Basilisk

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This article is about the creature. For the Imperial Guard artillery piece, see Basilisk Artillery Gun.

A Basilisk is a mythological creature, always described as reptilian and deadly. Its name comes from Greek phrase for "little king," and was considered to be lord of all serpents. The first recorded mention of a basilisk described it as a snake about twelve fingers long (6"-24" long, depending on how you orient your finger), and it was so venomous that it would kill plants just by passing by, and it would kill you just by looking at you. You were supposed to kill it with weasel musk -- I'm not joking.

The modern-day "green basilisk" or "plumed basilisk" is a little lizard that can run across the surface of water like wire-fu ninjas do, or reptile Jesus, or Remo Williams in that movie "American Ninja."

Rejoice not thou, whole Philistia, that the rod of him that struck thee is broken in pieces:
for out of the root of the serpent shall come forth a basilisk, and his seed shall swallow the bird.
-Isiah 14:29

Somewhere along the way, the basilisk's ability to kill with its gaze was "clarified" to mean that anyone who locked eyes with it would be turned to stone (maybe though conflation with Medusa's similar ability), and thus we have the modern image of the basilisk.

It's generally accepted that basilisks are related to cockatrices, which are usually depicted as some hybrid of snake or dragon and chicken; a cockatrice happens when a rooster's egg is hatched under a toad or snake, whilst a basilisk is created by hatching a snake's egg under a hen.

Dungeons & Dragons[edit]

Since a lizard whose mere presence and gaze are deadly makes for a great hazard to adventurers, every edition of Dungeons & Dragons since the beginning has featured basilisks as enemies:

Original D&D "Basic" edition
Move: 60 feet/turn HitDice: 6+1 ArmorClass: 4 TreasureType: F Alignment: neutral Attacks: 1 bite Damage: d10
A rather small reptilian monster, unintelligent, that turns creatures to stone by its glance or its touch. Saving throws applicable. It can be viewed in a mirror without harm. If it sees its own eyes in a mirror it must make a saving throw or be turned to stone!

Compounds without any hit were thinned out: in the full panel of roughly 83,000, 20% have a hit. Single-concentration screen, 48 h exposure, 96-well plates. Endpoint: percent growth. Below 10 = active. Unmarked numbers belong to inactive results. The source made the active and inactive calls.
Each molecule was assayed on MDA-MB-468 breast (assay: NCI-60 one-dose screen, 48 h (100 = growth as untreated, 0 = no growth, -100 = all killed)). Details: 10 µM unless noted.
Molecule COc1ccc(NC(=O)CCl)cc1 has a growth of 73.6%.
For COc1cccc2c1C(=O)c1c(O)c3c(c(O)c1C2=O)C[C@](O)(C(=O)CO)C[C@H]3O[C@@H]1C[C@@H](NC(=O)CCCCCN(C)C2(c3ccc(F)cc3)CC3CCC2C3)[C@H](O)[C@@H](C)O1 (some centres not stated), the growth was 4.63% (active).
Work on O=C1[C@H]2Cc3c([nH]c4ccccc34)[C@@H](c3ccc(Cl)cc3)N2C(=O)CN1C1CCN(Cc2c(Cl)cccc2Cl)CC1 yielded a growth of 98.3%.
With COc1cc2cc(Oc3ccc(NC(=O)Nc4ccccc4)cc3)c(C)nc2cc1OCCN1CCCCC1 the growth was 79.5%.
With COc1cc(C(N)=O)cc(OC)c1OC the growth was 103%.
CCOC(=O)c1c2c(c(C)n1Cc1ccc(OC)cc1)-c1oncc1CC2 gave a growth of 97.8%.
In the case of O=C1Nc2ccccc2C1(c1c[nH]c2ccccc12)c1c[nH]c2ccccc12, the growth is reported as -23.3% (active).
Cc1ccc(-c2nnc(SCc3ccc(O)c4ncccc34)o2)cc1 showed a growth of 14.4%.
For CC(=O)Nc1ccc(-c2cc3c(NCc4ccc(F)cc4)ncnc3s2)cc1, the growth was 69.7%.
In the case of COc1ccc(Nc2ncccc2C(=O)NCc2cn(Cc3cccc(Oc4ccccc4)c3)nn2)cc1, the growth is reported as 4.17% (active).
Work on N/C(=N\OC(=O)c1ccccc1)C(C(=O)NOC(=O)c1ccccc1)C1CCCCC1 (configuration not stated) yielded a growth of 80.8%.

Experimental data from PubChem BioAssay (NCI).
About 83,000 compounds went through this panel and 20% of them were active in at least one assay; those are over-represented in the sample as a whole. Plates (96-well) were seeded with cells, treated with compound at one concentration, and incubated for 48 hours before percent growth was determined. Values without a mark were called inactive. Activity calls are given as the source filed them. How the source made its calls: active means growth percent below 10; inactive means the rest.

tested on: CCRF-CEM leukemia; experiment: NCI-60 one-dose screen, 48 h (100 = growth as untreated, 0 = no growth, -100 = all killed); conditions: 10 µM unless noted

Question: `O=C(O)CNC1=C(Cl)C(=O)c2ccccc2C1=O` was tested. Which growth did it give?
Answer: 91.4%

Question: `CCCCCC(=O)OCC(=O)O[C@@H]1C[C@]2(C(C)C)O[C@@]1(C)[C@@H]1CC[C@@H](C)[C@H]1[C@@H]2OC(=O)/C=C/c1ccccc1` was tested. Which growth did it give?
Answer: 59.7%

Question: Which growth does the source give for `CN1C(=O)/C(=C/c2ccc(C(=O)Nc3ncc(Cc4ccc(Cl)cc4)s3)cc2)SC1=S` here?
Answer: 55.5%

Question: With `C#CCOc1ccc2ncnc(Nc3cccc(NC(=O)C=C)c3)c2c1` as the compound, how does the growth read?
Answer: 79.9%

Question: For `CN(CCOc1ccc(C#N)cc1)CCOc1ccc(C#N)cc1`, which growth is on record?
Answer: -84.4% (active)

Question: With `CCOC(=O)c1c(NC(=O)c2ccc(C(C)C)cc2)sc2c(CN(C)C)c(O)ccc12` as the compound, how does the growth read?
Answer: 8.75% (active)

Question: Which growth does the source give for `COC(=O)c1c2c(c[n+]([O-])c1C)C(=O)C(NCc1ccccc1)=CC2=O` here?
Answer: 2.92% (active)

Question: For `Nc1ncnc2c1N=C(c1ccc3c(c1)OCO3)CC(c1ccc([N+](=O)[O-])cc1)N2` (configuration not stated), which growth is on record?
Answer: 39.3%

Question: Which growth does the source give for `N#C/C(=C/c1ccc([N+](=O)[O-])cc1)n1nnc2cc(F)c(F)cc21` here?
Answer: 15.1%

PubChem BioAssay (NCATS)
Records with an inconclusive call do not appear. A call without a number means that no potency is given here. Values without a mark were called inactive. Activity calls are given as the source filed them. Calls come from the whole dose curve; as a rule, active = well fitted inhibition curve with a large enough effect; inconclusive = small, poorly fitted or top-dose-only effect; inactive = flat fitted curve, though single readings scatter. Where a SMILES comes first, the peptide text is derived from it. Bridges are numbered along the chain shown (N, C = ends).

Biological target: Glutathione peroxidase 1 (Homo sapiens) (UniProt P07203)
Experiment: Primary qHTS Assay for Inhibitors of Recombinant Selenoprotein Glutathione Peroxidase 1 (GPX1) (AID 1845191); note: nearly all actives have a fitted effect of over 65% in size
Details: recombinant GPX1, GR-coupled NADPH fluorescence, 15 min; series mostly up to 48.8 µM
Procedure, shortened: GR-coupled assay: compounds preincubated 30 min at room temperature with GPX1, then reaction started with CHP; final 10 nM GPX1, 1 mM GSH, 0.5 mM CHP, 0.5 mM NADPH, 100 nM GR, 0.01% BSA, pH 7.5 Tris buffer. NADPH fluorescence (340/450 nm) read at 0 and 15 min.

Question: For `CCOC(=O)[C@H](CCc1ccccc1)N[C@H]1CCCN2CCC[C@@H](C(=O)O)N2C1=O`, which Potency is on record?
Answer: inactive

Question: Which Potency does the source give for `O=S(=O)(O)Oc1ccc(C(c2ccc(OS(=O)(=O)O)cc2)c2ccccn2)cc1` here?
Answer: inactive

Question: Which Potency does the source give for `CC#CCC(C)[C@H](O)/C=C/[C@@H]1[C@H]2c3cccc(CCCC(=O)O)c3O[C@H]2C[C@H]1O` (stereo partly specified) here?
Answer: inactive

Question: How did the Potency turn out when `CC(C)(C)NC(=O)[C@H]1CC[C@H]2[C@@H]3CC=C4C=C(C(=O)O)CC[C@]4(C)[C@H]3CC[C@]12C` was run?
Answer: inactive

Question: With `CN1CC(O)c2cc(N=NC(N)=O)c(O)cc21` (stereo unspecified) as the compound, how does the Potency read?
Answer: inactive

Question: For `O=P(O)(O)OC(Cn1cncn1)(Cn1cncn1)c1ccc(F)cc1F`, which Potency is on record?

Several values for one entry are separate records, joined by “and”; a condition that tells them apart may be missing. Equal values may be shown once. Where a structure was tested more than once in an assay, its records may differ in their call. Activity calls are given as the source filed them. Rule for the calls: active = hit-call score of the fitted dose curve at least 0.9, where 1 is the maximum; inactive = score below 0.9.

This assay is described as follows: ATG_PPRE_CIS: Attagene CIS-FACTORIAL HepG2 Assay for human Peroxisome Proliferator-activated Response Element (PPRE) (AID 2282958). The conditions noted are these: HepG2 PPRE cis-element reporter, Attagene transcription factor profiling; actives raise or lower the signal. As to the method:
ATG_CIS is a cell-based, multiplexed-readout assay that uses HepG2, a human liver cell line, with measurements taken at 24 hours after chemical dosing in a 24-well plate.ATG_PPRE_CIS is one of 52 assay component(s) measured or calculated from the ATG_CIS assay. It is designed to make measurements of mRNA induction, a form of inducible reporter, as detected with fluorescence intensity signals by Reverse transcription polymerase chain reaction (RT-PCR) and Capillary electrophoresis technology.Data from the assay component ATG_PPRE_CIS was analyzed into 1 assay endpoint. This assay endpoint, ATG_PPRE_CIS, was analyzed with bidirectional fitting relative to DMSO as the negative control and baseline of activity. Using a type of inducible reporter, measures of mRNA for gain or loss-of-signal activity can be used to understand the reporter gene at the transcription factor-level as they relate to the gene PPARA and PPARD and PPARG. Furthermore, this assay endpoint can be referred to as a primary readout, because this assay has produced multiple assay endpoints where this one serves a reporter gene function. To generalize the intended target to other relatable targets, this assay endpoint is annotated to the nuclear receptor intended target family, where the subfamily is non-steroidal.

D&D 3.5 edition
Medium Magical Beast, 6d10+12 HD, -1 Initiative, 20' speed, AC 16 (-1 Dex, +7 natural), Attacks: +6/+8, bite (1d8+3), SAtks: Petrifying Gaze (range 30', save Fort+Cha DC13 or turn to stone), SDef: Darkvision, low-light vision, Saves: +9 Fort +4 Ref +3 Will, S15 D8 Cn15 I2 W12 Ch12, Skills: +7 Listen +7 Spot +4 Hide in dessert, Feats: Alertness, Blindfight, Great Fort, Env: warn desserts, #encountered: 1 or 3-6, ChallengeRating: 5, Alignment: neutral.
A basilisk relies on its gaze attack, biting only when opponents come within reach. Though it has eight legs, its slow metabolism renders it relatively sluggish, so it does not expend energy unnecessarily. Intruders who flee a basilisk rather than fight can expect, at best, a halfhearted pursuit. These creatures tend to spend most of their time lying in wait for prey, which includes small mammals, birds, reptiles, and similar creatures.
D&D 4e
Large Natural Beast (reptile), L10 Artillery, L12 Soldier.
Basilisks are predatory reptiles that hunt with a deadly gaze attack. They are not malicious creatures, but their gaze makes them widely feared. A small pack of wild basilisks is called a clutch. Like a wolf pack, a clutch coordinates to hunt and its members live together in a communal den. Tamed basilisks can be found among various humanoids. (PHB1, P26) Two varieties are presented; the more mythologically accurate Venom-Eye (poison gaze) and the more pop-culture accurate Stone-Eye (petrify gaze).
Basilisk Lore: A character knows the following information with a successful Nature check.
DC 15: Basilisks are strangely evolved drakes. As such, they can be domesticated and trained.
DC 20: The venom-eye basilisk's poisonous gaze is empowered by the beast's spirit. The creature itself isn't venomous; consequently, the venom can't be captured and used for other purposes.
DC 25: A stone-eye basilisk's jaws are so strong that it can chew up and devour creatures it has petrified with its gaze.
D&D5e
Medium Monstrosity, Challenge 3.
Poisonous bite and petrifying gaze attacks.
The fluff states that skilled alchemists can distill a de-petrifying tonic from intact gullet of a basilisk, since it secretes such oils as part of the digestion process.

Basilisk Images[edit]

A "basilisk image" or "medusa phrase" is something that will crash a human brain, named for the original basilisk's ability to kill with its gaze. Since it's the "in" thing to think of brains/minds as deterministic machines like computers, the idea of "mindworms" and brain hacking gets kicked around. The term originated from Dave Langford's short story "BLIT", which can be found online at http://www.infinityplus.co.uk/stories/blit.htm.

Viewing a basilisk image will get your visual/perceptive cortex to parse an idea so fucked up that it puts the viewer into a catatonic state. These weapons are kept secret for obvious reasons -- depending on your campaign setting, viewing a thumbnail or a selection of a basilisk image could have no effect whatsoever, or it could cause someone to go into seizures.

See Also: Neal Stephenson's novel "Snow Crash," and urban legends about the Brown Note, Monty Python sketch about the funniest/deadliest joke in the world, The SCP Wiki's "memetic kill agents."